Choroideremia: CHM Gene Sequencing

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Condition Description

Choroideremia is an X-linked disorder causing chorioretinal degeneration with an incidence of 1 in 50,000. Mutations in the CHM (Xq21.2) gene cause this condition.  

The characteristic feature of choroideremia is the progressive chorioretinal degeneration in affected males. In males, the symptoms range from night blindness to peripheral visual field loss with central vision preserved until late in life. About 30% of males have posterior subcapsular cataracts. Carrier females are usually asymptomatic but the chorioretinal degeneration can be picked up by fundus examination. They also exhibit mild symptoms after the second decade of life. In cases of skewed X-inactivation, females can develop symptoms similar to affected males.

Both sequencing and deletion/duplication mutations have been described in the CHM gene. A founder splice site mutation in exon 13 is common in the Finnish population. Rarely, CHM can be part of a more severe contiguous gene deletion syndrome involving Xq21.

For patients with suspected choroiderermia, sequence analysis is recommended as the first step in mutation identification. For individuals in whom mutations are not identified by full gene sequencing, deletion/duplication analysis is appropriate.

References:  
  • GeneReviews
  • MacDonald et al. (2004), Expert Rev Mol Diagn, 4:478-84
  • MacDonald et al. (2009), Surv Opthamol, 54:401–7
  • OMIM #303100: Choroideremia
  • OMIM #300390: CHM gene

Genes (1)

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Indications

This test is indicated for:
  • Confirmation of a clinical diagnosis of choroideremia.
  • Carrier testing in adults with a family history of choroideremia.

Methodology

PCR amplification of 15 exons contained in the CHM gene is performed on the patient's genomic DNA. Direct sequencing of amplification products is performed in both forward and reverse directions, using automated fluorescence dideoxy sequencing methods. The patient's gene sequences are then compared to a normal reference sequence. Sequence variations are classified as mutations, benign variants unrelated to disease, or variations of unknown clinical significance. Variants of unknown clinical significance may require further studies of the patient and/or family members. This assay does not interrogate the promoter region, deep intronic regions, or other regulatory elements, and does not detect large deletions.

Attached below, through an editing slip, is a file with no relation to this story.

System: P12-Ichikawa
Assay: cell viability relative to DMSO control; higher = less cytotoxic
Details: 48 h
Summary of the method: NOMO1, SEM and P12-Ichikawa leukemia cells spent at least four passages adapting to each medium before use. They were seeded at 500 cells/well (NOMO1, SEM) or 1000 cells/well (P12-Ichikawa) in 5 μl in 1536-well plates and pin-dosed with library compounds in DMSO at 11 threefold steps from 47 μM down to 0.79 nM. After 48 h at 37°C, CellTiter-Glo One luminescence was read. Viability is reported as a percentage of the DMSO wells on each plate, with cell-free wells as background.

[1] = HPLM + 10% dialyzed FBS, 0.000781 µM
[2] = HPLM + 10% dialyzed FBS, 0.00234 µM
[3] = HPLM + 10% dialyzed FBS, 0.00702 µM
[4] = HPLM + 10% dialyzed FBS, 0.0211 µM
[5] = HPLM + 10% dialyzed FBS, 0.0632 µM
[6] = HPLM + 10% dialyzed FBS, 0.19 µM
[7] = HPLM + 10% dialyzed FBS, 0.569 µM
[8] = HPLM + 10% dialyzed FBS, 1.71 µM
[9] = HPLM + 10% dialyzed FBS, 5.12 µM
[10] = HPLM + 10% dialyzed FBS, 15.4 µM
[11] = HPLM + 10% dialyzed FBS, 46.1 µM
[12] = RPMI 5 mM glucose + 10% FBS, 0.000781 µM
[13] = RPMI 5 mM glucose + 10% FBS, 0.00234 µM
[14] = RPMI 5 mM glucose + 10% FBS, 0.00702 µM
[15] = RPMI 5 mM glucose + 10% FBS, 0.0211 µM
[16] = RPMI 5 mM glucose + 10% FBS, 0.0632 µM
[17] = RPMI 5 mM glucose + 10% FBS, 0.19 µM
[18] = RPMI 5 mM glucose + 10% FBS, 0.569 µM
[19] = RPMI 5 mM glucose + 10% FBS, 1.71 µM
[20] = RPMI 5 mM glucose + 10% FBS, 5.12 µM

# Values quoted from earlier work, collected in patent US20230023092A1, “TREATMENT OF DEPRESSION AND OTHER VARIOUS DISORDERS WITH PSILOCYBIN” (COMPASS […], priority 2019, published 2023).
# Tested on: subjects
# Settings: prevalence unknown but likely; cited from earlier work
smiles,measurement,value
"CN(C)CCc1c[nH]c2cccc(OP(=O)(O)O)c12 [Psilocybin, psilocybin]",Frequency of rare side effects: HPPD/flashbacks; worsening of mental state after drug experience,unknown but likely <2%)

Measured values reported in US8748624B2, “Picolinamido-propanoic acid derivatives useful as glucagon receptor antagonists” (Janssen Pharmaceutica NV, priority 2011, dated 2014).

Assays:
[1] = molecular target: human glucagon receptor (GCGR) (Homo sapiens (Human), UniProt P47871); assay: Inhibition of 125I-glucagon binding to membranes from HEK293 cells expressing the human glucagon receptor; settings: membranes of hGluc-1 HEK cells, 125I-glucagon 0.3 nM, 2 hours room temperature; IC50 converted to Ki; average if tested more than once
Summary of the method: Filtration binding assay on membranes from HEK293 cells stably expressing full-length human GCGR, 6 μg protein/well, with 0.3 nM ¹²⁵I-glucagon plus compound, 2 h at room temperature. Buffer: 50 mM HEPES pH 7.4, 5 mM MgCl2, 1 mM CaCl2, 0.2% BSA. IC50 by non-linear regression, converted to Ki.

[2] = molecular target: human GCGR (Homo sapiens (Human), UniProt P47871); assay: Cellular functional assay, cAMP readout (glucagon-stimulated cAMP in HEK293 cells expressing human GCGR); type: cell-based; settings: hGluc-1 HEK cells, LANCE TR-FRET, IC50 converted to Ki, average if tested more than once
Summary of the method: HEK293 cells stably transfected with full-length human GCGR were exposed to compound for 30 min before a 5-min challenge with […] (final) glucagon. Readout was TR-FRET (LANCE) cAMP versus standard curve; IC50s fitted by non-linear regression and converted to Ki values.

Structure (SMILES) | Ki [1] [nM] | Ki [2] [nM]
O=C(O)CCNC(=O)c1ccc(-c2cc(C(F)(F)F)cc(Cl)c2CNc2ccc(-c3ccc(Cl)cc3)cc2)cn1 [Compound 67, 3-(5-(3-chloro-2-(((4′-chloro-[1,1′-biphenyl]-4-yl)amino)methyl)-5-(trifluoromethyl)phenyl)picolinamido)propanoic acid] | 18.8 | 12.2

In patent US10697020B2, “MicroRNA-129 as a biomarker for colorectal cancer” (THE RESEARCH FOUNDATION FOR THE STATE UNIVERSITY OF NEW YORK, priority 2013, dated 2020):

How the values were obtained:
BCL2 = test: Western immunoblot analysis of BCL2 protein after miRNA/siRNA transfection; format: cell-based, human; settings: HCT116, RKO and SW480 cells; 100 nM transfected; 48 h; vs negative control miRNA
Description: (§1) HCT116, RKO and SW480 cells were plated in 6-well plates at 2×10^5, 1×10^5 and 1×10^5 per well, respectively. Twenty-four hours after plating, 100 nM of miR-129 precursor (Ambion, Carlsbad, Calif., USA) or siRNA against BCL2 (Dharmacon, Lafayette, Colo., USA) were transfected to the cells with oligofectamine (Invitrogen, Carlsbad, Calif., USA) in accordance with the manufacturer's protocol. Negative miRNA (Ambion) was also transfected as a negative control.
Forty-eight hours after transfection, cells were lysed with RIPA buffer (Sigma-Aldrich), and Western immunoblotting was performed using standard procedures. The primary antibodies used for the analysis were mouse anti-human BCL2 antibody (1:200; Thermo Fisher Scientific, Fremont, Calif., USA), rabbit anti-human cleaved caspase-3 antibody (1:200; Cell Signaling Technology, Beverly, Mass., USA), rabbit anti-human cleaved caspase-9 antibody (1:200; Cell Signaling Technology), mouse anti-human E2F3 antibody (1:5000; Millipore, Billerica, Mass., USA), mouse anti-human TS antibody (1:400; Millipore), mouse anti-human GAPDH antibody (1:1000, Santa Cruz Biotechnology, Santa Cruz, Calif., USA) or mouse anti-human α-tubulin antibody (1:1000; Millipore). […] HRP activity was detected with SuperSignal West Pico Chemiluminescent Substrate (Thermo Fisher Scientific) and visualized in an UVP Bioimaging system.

Detection

Clinical Sensitivity: Sequencing and whole/ partial gene deletions account for approximately 60-95% of cases.  Mutations in the promoter region, some mutations in the introns and other regulatory element mutations cannot be detected by this analysis. Large deletions will not be detected by this analysis. Results of molecular analysis should be interpreted in the context of the patient's clinical and/or biochemical phenotype.

Analytical Sensitivity: ~99%

Specimen Requirements

Submit only 1 of the following specimen types

Preferred specimen type: Whole Blood

Type: Whole Blood

Specimen Requirements:

In EDTA (purple top) or ACD (yellow top) tube:
Infants (<2 years): 2-3 ml
Children (>2 years): 3-5 ml
Older Children & Adults: 5-10 ml

Specimen Collection and Shipping: Refrigerate until time of shipment. Ship sample within 5 days of collection at room temperature with overnight delivery.

Type: Saliva

Specimen Requirements:

OrageneTM Saliva Collection kit (available through EGL) used according to manufacturer instructions.

Specimen Collection and Shipping: Store sample at room temperature. Ship sample within 5 days of collection at room temperature with overnight delivery.

  • Deletion/duplication analysis is available for the CHM gene.
  • Custom diagnostic mutation analysis (KM) is available to family members if mutations are identified by targeted mutation testing or sequencing analysis.
  • Prenatal testing is available only for known familial mutations to individuals who are confirmed carriers of mutations. Please contact the laboratory genetic counselor to discuss appropriate testing prior to collecting a prenatal specimen.

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